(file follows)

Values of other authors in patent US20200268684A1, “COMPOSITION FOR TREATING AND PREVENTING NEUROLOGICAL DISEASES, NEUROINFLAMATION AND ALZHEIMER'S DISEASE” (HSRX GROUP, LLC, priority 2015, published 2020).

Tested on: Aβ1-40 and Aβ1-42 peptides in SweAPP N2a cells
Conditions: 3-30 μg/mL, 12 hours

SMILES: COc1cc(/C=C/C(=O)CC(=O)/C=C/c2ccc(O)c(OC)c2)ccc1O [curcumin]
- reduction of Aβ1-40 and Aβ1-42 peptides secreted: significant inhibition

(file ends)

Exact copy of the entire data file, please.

Values of other authors in patent US20200268684A1, “COMPOSITION FOR TREATING AND PREVENTING NEUROLOGICAL DISEASES, NEUROINFLAMATION AND ALZHEIMER'S DISEASE” (HSRX GROUP, LLC, priority 2015, published 2020).

Tested on: Aβ1-40 and Aβ1-42 peptides in SweAPP N2a cells
Conditions: 3-30 μg/mL, 12 hours

SMILES: COc1cc(/C=C/C(=O)CC(=O)/C=C/c2ccc(O)c(OC)c2)ccc1O [curcumin]
- reduction of Aβ1-40 and Aβ1-42 peptides secreted: significant inhibition